acquired by global technology investor Prosus in a $4.7 billion deal, one of the largest such transactions in the digital economy. Srinivasu spoke to ET’s Ashwin Manikandan & Digbijay Mishra about the deal and the roadmap ahead soon after it was announced on Tuesday. Edited excerpts.
BillDesk has been in talks with potential suitors including PayPal, American Express and PayU in the past. What made you say yes to Prosus?
(Laughs) Most of those were speculative reports. This is the first time that we engaged with anyone on a transaction after our last funding round in 2018/19. A lot of things led to this, not just one factor. It has come at a time when we reached a level of whether to do an IPO or look for the next stage of growth. We coupled that with the way the Indian digital payments market is changing, and a larger-scale platform naturally starts winning more. We have seen it in the past. We are a fairly large player, and this transaction just accelerates what can be done on the platform. It also brings to the table an enormously large and well-respected tech investor like Prosus. It provides the business access to a large pool of strategic capital that can be relied upon to grow the platform and services robustly in a rapidly growing digital payments market like India.
Will the founders stay on once the deal closes?
Absolutely. This deal is subject to regulatory approval. Once those clearances are in place, we will see how best to quickly leverage the strengths and offerings of both the BillDesk and PayU platforms to deliver the needs of merchants and banking partners. For us, it is about scaling faster. Founders will stay on to build the right platform for growth. We are excited about what we can do at that scale…
Besides the Competition Commission of India, will you need Reserve Bank of India approval?
We are a licensed player under the Payments and Settlement Systems Act. Those licenses carry appropriate terms and requirements in the context of a transaction like this. We will need to follow that. But beyond looking at the license terms, we will do everything needed to assure that the transaction will work well for the ecosystem and further the digital payments focus and agenda of both the RBI as well as the government. What the deal reflects is that India is such a large opportunity pool for transactions.
Is there a rough timeline by when you expect the regulatory approvals to come through?
The process of approvals follows a well-established routine, and I am hopeful that the necessary regulatory approvals will come over the next four to five months.
Will BillDesk continue to remain an independent entity? How will you draw synergies with PayU?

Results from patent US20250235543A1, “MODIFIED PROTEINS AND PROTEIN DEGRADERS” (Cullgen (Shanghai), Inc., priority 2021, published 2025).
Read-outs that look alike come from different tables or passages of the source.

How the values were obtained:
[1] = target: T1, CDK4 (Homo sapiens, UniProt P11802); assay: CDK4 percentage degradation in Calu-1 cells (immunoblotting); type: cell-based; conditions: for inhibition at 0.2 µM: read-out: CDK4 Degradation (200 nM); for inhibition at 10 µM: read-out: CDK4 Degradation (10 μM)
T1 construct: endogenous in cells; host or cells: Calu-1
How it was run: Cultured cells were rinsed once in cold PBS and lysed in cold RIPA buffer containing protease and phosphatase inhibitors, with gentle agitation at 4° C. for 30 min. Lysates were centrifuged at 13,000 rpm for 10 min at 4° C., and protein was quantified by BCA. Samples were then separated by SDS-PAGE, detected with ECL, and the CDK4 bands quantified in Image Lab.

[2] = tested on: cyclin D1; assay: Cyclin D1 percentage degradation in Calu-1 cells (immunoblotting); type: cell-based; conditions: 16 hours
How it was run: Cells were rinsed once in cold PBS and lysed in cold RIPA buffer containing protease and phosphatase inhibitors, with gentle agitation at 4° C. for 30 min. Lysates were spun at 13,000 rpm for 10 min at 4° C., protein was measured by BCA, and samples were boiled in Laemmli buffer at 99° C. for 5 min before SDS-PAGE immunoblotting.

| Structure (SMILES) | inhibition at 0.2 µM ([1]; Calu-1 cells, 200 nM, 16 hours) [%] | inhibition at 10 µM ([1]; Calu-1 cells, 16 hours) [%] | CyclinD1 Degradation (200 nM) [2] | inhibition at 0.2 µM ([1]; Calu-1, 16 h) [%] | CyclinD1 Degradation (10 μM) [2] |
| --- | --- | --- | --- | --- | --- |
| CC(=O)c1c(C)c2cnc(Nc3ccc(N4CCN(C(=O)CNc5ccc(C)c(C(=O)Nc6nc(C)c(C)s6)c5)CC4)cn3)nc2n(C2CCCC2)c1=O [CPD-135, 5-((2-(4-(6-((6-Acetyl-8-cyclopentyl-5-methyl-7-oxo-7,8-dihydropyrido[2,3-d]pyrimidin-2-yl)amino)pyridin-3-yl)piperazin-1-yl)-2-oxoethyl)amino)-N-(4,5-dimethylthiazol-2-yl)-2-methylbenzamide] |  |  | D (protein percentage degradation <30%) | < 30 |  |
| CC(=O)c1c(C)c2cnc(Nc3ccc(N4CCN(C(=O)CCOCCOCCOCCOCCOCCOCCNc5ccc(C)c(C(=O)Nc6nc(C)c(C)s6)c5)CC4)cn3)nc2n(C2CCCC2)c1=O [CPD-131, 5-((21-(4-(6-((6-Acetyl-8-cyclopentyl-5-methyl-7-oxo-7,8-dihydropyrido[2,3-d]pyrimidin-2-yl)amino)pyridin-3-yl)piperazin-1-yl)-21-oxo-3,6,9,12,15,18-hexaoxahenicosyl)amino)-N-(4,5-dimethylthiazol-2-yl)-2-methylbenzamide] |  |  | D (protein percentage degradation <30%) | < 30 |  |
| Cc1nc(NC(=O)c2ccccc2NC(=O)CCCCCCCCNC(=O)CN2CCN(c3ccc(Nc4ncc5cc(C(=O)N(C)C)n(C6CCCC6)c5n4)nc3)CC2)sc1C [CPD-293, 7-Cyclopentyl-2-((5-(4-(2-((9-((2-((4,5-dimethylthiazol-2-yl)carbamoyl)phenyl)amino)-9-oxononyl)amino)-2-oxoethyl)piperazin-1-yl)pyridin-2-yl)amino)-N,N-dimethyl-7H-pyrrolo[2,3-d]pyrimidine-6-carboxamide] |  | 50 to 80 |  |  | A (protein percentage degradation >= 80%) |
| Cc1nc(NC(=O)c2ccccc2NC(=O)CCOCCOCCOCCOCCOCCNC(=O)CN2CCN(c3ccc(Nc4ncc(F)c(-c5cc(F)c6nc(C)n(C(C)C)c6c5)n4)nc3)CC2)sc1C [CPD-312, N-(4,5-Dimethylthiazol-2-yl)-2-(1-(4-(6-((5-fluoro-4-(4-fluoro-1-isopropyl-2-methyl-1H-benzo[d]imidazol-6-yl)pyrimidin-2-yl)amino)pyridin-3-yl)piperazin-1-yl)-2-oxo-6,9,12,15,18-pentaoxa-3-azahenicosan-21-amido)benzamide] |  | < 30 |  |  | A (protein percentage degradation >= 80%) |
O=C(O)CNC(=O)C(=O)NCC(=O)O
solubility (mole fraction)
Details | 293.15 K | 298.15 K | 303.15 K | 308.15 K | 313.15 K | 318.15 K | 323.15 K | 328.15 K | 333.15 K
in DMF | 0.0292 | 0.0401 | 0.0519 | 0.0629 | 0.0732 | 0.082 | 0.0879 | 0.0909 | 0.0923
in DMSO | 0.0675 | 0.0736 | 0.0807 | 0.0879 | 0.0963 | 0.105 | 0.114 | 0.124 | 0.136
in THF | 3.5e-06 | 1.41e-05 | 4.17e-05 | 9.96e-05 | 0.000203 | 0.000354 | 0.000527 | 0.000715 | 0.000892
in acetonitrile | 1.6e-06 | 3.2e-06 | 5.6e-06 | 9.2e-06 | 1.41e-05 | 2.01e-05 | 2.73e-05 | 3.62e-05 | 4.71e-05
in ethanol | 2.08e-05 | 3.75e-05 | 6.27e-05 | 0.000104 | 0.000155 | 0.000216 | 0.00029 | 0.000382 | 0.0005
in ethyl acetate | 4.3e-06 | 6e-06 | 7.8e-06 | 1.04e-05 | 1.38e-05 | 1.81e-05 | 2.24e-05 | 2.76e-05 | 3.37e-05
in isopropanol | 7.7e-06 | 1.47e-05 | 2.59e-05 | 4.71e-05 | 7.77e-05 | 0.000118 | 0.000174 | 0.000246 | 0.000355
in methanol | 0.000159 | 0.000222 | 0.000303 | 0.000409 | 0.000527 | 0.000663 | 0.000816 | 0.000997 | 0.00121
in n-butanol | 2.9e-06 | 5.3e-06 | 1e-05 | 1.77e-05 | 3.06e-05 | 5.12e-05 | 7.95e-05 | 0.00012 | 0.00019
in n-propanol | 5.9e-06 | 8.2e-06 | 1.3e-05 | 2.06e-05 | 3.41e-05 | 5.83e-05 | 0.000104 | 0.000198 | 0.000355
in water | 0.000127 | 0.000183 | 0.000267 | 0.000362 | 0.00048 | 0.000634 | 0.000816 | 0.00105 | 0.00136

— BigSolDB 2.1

This is an investment transaction, not a merger transaction. Till such time regulators approve the deal, we will both continue to operate exactly as we do today and independently. Post-approvals, we will explore what’s the best possible way to grow, given the possible synergies.
Prosus and PayU are more than just payment processors. They have forayed into financial services and even wealth management businesses in India. How does that play out for you?
From our perspective, there is a way (in which) we have built the business. Now, we have an opportunity with a strategic partner which has financial backing. Rarely do you get that combination. We are at over $90 billion in annual transaction volumes. When you add that to the PayU volumes, we are creating a scale that helps devise and build products and service offerings for the diverse merchants we cater to. We expect synergies out of such a combination. Since we have a larger team and resources, we can also accelerate some of our product innovations. It will be the same thing from their perspective.
Are there any equity incentives for founders as part of the deal?
It is a simple, all-cash deal in the sense that 100% of BillDesk, including the equity held by founders, is being acquired. Thereafter, any other programme or equity incentive will be part of the regular incentive programme that would typically operate as part of the standard organization-employee engagement processes.
How has your journey been as an entrepreneur – building the business from scratch – over the last 20 years?
It has been a long journey, but a very fulfilling one. We are all as passionate about it today as we were 20 years ago. We started the business at a time when the term ‘fintech’ itself wasn’t in vogue. Internet access was limited to a very small set of Indians. Given our consulting, technology and financial services backgrounds prior to BillDesk, we had a view of how markets in India would likely evolve with respect to electronic payments. From there on, we simply worked hard towards that vision. It has been an extremely interesting journey – the first capital we raised was roughly a quarter of a million dollars in today’s terms. Large capital was initially hard to come by. What it helped do was to focus sharply on fundamental drivers of value, and by the end of the first phase of growth, we were profitable. In a sense, this entire business has been built on a capital of not more than $5-$7 million, and after that we have always been a cash generator. In the second phase, multiple other players entered the market with different models. Many of them fell by the wayside. Our model has always been to build a sustainable business. Bill payments are now regulated, but when we started offering these services 20 years ago, our focus was to offer it in a model that was beneficial to all partners. The customers, the merchants, the utilities and banks – all our partners benefited from our model… Over the last 5-7 years, with a strong national focus on digitization and on the back some robust digital payments frameworks put in place by the RBI, it has been a period of hyper growth.